Monday, 23 January 2012

23rd January 1812: Luddites make audacious attack at Lenton

On the evening of Thursday 23rd January, a mass Luddite attack took place on stocking frames in multiple locations at Lenton, which in 1812 was a village just a mile outside the Town of Nottingham. The village had become a target because of the widespread use there of wide frames, used to make 'cut-up' rather than 'full-fashioned' stockings.

50 armed men entered the village that night, with many of them stationing themselves in the streets and alleyways, keeping watch. A man who was passing by was pressed into service by the Luddites - given an iron bar and tasked with standing sentry.

The Luddites then proceeded to denude Lenton of 22 stocking frames, including the following: 5 at the house of George Ball (of which 4 belonged to Ball himself), 8 at the house of Thomas Selby, 1 at the house of William Selby, with another machine disabled there by removing the jack wires, 2 at Joseph Shepherd, 1 at a Mr Taylor, 1 at John Barnes, 1 at Ann Taylor & 2 at the house of William Burton.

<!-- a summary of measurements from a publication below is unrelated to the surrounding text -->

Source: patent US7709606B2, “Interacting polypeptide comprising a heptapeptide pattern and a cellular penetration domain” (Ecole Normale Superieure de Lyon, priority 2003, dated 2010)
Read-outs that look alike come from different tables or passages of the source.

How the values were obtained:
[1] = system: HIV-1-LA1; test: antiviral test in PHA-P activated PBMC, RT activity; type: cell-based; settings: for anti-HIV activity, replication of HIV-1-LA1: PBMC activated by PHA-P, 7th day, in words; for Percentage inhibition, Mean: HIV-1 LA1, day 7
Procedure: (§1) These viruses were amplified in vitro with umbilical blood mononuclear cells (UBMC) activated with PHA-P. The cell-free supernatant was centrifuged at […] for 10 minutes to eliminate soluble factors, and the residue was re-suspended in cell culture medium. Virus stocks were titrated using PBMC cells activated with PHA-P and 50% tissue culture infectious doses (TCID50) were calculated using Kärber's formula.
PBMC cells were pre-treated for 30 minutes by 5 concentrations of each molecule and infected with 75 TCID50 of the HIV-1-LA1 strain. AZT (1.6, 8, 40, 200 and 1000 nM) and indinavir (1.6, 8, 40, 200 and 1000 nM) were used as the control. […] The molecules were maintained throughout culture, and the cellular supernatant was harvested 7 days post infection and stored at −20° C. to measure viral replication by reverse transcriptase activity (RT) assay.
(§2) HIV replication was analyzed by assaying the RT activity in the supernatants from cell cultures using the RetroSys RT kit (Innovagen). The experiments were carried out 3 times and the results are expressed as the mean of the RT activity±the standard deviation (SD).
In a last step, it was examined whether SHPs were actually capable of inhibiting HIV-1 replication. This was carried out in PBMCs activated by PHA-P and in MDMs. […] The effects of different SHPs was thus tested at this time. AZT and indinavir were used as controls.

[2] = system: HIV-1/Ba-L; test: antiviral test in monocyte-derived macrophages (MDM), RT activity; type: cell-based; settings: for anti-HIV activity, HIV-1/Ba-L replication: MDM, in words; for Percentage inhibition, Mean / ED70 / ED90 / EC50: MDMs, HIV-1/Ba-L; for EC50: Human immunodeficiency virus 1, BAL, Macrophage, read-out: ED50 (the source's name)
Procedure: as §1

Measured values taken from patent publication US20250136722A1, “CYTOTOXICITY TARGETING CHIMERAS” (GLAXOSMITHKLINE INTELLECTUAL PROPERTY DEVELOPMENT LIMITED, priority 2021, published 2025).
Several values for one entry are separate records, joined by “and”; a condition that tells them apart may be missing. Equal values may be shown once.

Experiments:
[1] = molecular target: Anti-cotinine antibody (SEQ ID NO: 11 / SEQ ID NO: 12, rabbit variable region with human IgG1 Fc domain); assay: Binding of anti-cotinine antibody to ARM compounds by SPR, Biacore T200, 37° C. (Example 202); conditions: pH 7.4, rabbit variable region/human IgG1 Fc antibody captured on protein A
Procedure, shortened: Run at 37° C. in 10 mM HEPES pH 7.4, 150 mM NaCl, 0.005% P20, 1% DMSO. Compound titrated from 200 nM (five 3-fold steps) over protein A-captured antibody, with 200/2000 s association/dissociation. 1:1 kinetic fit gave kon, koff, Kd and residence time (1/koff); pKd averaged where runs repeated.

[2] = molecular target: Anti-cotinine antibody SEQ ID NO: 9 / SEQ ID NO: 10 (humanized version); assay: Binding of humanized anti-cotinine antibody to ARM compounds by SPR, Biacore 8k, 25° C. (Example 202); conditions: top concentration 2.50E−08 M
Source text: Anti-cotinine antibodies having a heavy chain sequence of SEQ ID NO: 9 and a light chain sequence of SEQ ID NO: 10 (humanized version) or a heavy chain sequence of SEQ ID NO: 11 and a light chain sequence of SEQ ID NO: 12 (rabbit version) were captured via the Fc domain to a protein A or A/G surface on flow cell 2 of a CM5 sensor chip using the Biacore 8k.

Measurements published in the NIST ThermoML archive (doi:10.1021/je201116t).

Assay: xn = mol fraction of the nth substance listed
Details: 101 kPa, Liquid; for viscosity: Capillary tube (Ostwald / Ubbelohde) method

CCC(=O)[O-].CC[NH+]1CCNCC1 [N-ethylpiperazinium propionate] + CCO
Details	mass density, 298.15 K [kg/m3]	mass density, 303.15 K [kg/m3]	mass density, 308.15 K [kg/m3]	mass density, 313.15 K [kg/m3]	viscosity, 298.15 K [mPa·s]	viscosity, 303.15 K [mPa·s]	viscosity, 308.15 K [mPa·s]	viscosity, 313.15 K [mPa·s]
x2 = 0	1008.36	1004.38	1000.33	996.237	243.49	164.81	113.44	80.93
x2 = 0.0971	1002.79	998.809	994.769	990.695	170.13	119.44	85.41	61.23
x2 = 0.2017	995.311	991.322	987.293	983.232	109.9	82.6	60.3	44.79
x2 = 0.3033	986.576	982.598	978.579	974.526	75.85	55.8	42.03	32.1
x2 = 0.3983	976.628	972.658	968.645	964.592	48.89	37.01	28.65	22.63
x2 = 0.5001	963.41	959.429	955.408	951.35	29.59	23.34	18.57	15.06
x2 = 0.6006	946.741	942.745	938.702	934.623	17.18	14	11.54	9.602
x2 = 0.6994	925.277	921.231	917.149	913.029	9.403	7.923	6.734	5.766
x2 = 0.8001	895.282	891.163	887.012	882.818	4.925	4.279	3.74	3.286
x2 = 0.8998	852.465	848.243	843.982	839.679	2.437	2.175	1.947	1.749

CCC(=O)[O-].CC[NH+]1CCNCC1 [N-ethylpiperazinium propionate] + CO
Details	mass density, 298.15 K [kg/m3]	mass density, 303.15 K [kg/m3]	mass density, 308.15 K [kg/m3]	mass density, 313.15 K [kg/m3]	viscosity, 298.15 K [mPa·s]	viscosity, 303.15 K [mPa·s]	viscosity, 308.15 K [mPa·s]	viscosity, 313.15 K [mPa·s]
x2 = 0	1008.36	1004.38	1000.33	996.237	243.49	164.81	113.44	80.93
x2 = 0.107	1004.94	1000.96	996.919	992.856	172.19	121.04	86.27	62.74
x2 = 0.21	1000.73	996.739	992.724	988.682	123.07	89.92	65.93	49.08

During the action, William Selby ran away to raise the alarm, and was pursued by a Luddite threatening vengeance. The attack was extremely audacious because the main Barracks lay only a quarter of a mile from Lenton, which Selby eventually reached at around 10.30 p.m. and tried to get the military to intervene. However, the officer in charge at the Barracks, a Lieutenant Booth of the 15th Hussars, would not order his men without direct orders from either the Magistrates or a Special Constable from Lenton making a complaint to him, neither of which happened. According to Selby, the frame-breaking could clearly be heard from the barracks, but Booth subsequently disputed this.

Back in Lenton, a volley of shots from 3 pistols signalled the end of the Luddite action that evening, and they escaped into the night.

The incident subsequently became the source of a bitter dispute between the Magistrates and the military. The latter believed the military should have acted with more initiative, with their being effectively only 100 yards away from the frame-breaking when it was taking place. For their part, the military took the view that action would have been illegal without receiving instructions from the Civil authorities.

As reported in the Derby Mercury of 30th January 1812 (quoting the Nottingham Journal of 25th January 1812). Various letters between the parties and the deposition of William Selby can be found at HO 42/119.

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